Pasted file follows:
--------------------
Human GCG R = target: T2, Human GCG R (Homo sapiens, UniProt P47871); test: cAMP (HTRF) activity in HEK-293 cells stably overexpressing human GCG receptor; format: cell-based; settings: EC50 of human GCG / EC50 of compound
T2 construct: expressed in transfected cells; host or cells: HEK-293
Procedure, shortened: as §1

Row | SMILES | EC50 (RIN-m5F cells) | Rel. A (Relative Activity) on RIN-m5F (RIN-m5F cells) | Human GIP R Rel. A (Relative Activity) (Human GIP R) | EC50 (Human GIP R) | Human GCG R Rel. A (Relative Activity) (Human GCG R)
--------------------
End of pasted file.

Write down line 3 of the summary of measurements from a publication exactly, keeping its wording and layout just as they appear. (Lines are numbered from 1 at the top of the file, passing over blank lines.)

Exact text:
Procedure, shortened: as §1